- Personal care products with plastic microbeads will be banned in New Zealand starting on July 1, 2018. This includes items such as deodorants, hair products, skin care products and makeup, as reported by Plastics News.
- The penalty for any company that sells these products will be a maximum of approximately $73,000 USD.
- The policy has been supported by environmental groups, but Greenpeace New Zealand said it doesn't go far enough and also needs to include microplastics that are present in products such as laundry detergent.
While New Zealand may be small, the country sees this as a symbolic way to reemphasize its support for reducing marine plastic pollution. Last year, the U.K. announced plans to ban the use of microbeads in many consumer products in 2017, though that may run up against E.U. trade laws. Australia has also considered a similar policy.
President Obama signed the Microbead-Free Waters Act into law in 2016 with broad support from plastic industry groups such as the American Chemistry Council. This preempts any existing state laws and requires manufacturers to stop using microbeads smaller than 5 millimeters in their products by July 2017. The law will take full effect in July 2019.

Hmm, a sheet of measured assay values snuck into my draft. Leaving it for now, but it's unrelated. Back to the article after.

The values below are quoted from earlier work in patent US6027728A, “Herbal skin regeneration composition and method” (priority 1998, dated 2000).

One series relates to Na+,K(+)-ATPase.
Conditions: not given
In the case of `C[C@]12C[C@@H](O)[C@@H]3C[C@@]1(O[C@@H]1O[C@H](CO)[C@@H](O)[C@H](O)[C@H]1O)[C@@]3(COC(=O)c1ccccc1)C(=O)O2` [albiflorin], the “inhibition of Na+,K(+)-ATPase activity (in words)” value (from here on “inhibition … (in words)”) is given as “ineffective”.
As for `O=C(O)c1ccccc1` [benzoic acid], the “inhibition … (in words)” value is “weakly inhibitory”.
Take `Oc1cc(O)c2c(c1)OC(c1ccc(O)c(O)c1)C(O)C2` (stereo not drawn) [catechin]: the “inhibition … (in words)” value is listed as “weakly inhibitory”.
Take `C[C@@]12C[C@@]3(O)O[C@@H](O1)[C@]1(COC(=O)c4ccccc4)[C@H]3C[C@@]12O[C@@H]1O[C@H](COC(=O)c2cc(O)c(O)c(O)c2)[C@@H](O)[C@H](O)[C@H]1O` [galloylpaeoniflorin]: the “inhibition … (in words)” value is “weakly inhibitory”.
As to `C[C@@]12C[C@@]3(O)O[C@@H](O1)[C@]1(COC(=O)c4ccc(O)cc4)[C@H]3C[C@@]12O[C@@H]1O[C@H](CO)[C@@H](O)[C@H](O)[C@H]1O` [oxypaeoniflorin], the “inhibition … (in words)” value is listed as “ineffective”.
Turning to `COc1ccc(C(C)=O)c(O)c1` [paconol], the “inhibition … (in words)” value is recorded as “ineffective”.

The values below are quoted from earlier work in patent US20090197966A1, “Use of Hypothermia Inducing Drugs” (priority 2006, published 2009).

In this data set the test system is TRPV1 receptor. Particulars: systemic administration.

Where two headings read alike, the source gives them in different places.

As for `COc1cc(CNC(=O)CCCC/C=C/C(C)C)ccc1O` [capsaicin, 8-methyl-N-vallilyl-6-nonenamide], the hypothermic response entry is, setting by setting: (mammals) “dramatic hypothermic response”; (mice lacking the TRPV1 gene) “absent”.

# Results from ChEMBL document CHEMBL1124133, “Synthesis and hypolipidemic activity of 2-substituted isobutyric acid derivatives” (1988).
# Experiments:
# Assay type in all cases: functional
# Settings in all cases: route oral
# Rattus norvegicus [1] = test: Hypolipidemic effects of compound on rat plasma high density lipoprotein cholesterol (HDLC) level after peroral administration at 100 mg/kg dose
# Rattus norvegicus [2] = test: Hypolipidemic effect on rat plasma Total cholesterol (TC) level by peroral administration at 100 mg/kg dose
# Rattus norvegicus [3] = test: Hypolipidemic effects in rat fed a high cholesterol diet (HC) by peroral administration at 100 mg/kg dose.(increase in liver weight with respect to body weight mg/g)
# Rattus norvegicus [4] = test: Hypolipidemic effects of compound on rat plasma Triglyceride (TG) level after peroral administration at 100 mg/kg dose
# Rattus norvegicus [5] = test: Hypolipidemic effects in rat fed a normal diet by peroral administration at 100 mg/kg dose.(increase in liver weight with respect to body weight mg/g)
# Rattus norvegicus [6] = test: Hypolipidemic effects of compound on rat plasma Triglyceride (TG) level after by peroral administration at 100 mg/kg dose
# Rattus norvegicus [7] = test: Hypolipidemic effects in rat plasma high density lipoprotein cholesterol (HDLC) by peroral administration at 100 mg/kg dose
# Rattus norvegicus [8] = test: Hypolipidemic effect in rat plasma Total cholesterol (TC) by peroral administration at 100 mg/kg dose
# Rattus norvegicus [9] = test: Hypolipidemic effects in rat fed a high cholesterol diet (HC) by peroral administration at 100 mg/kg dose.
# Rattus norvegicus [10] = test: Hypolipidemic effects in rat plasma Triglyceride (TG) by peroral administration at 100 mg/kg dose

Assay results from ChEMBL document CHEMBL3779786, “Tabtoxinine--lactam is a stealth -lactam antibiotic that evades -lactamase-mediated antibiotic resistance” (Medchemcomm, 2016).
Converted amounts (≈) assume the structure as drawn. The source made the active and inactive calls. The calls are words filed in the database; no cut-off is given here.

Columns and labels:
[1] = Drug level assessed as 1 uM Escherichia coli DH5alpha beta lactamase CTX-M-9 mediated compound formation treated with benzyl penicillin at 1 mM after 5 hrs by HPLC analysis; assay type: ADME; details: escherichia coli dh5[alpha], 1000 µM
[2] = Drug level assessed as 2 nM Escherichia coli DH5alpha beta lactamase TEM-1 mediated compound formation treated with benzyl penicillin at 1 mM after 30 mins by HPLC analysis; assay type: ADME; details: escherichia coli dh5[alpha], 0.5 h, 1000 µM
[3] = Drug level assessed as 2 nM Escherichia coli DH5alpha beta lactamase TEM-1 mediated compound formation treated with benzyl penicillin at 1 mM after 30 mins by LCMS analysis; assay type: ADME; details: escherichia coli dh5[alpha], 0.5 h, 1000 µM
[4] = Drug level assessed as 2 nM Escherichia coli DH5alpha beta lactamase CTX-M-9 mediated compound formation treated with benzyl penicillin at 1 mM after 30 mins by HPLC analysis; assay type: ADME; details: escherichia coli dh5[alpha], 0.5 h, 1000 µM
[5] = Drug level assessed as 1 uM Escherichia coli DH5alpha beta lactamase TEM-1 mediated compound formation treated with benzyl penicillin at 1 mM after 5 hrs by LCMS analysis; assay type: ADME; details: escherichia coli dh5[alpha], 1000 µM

The environmental effect of these small plastic pieces on marine life is one of the main drivers behind policies to get rid of them. This fits into an oft-cited statistic from the Ellen MacArthur Foundation that oceans will contain more plastic than fish (by weight) by 2050. Efforts to ban or regulate other plastic products such as bags, straws or polystyrene foam containers for the same reason have often been met with more resistance.